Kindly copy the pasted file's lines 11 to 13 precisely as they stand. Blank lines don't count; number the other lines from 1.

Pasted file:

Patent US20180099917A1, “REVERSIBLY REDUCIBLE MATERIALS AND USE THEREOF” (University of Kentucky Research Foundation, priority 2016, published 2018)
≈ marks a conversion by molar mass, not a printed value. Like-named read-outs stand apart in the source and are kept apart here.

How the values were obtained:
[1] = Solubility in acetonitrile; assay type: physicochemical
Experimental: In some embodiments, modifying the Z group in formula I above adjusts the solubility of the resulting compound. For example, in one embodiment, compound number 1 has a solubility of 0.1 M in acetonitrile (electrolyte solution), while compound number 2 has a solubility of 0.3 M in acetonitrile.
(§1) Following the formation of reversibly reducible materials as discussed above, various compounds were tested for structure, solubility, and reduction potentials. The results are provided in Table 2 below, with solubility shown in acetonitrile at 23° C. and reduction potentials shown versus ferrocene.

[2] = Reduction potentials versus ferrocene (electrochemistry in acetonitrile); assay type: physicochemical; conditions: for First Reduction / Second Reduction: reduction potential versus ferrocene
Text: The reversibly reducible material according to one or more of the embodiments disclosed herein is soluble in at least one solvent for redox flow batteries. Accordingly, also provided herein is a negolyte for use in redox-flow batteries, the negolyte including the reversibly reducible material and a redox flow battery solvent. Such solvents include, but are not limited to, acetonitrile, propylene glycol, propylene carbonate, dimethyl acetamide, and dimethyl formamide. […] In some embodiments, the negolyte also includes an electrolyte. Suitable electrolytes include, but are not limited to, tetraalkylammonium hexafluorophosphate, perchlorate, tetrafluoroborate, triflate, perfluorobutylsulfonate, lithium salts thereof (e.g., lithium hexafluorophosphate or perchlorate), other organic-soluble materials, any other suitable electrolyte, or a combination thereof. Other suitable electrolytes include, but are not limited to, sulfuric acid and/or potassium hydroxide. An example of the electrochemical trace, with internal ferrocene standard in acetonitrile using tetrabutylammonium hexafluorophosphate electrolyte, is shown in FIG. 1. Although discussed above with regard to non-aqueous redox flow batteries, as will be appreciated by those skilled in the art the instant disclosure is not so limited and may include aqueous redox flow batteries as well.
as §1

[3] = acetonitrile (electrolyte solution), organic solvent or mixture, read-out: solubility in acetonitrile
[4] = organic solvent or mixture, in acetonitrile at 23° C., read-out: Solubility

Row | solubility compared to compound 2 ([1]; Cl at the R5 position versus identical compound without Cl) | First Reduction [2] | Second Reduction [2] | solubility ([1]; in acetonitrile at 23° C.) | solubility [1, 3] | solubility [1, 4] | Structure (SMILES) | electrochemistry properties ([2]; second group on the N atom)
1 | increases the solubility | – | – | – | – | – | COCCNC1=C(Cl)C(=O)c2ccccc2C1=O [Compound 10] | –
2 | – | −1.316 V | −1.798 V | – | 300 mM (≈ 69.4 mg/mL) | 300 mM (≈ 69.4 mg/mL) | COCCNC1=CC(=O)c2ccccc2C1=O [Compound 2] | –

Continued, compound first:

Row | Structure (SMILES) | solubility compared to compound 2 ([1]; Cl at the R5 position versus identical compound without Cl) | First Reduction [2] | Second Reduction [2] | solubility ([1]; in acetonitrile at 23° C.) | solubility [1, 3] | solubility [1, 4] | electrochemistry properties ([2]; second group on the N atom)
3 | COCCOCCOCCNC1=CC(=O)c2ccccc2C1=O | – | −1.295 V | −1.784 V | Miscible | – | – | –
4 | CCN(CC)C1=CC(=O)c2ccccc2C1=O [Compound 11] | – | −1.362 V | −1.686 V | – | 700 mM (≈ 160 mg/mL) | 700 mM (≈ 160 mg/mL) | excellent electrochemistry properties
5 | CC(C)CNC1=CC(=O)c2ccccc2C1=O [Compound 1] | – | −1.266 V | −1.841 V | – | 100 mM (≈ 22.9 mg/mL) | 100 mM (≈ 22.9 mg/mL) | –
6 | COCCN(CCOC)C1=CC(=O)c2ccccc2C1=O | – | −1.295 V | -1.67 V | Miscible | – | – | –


[4] = organic solvent or mixture, in acetonitrile at 23° C., read-out: Solubility

Row | solubility compared to compound 2 ([1]; Cl at the R5 position versus identical compound without Cl) | First Reduction [2] | Second Reduction [2] | solubility ([1]; in acetonitrile at 23° C.) | solubility [1, 3] | solubility [1, 4] | Structure (SMILES) | electrochemistry properties ([2]; second group on the N atom)
1 | increases the solubility | – | – | – | – | – | COCCNC1=C(Cl)C(=O)c2ccccc2C1=O [Compound 10] | –